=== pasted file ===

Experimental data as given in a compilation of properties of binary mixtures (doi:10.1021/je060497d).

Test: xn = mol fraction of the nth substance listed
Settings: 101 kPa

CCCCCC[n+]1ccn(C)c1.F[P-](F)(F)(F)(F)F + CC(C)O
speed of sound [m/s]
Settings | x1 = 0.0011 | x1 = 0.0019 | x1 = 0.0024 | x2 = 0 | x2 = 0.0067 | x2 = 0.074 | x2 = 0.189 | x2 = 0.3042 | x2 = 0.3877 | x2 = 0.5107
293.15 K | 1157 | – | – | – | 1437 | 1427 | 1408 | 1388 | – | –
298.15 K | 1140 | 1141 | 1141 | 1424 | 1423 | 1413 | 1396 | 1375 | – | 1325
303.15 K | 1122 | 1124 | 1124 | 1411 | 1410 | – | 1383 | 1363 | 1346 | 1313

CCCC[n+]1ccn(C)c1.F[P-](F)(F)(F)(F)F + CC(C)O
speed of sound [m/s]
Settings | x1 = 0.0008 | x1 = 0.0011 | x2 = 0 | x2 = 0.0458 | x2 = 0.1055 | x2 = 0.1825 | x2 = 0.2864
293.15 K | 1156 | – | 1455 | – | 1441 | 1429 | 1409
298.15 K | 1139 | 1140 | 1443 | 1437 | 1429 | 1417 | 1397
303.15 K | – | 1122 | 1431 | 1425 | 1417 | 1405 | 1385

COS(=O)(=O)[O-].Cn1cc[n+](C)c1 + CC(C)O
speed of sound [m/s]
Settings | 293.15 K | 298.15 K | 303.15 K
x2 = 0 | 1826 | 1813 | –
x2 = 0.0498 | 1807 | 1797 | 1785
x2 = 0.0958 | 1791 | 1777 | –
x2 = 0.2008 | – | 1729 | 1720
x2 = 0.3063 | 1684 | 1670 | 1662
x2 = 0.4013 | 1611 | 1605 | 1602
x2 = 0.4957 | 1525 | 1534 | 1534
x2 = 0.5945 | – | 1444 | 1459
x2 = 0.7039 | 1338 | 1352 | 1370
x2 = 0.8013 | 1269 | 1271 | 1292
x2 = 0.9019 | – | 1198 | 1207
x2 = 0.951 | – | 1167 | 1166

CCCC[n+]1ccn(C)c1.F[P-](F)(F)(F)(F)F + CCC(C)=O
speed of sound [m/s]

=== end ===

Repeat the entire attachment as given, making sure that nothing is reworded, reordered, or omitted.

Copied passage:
Experimental data as given in a compilation of properties of binary mixtures (doi:10.1021/je060497d).

Test: xn = mol fraction of the nth substance listed
Settings: 101 kPa

CCCCCC[n+]1ccn(C)c1.F[P-](F)(F)(F)(F)F + CC(C)O
speed of sound [m/s]
Settings | x1 = 0.0011 | x1 = 0.0019 | x1 = 0.0024 | x2 = 0 | x2 = 0.0067 | x2 = 0.074 | x2 = 0.189 | x2 = 0.3042 | x2 = 0.3877 | x2 = 0.5107
293.15 K | 1157 | – | – | – | 1437 | 1427 | 1408 | 1388 | – | –
298.15 K | 1140 | 1141 | 1141 | 1424 | 1423 | 1413 | 1396 | 1375 | – | 1325
303.15 K | 1122 | 1124 | 1124 | 1411 | 1410 | – | 1383 | 1363 | 1346 | 1313

CCCC[n+]1ccn(C)c1.F[P-](F)(F)(F)(F)F + CC(C)O
speed of sound [m/s]
Settings | x1 = 0.0008 | x1 = 0.0011 | x2 = 0 | x2 = 0.0458 | x2 = 0.1055 | x2 = 0.1825 | x2 = 0.2864
293.15 K | 1156 | – | 1455 | – | 1441 | 1429 | 1409
298.15 K | 1139 | 1140 | 1443 | 1437 | 1429 | 1417 | 1397
303.15 K | – | 1122 | 1431 | 1425 | 1417 | 1405 | 1385

COS(=O)(=O)[O-].Cn1cc[n+](C)c1 + CC(C)O
speed of sound [m/s]
Settings | 293.15 K | 298.15 K | 303.15 K
x2 = 0 | 1826 | 1813 | –
x2 = 0.0498 | 1807 | 1797 | 1785
x2 = 0.0958 | 1791 | 1777 | –
x2 = 0.2008 | – | 1729 | 1720
x2 = 0.3063 | 1684 | 1670 | 1662
x2 = 0.4013 | 1611 | 1605 | 1602
x2 = 0.4957 | 1525 | 1534 | 1534
x2 = 0.5945 | – | 1444 | 1459
x2 = 0.7039 | 1338 | 1352 | 1370
x2 = 0.8013 | 1269 | 1271 | 1292
x2 = 0.9019 | – | 1198 | 1207
x2 = 0.951 | – | 1167 | 1166

CCCC[n+]1ccn(C)c1.F[P-](F)(F)(F)(F)F + CCC(C)=O
speed of sound [m/s]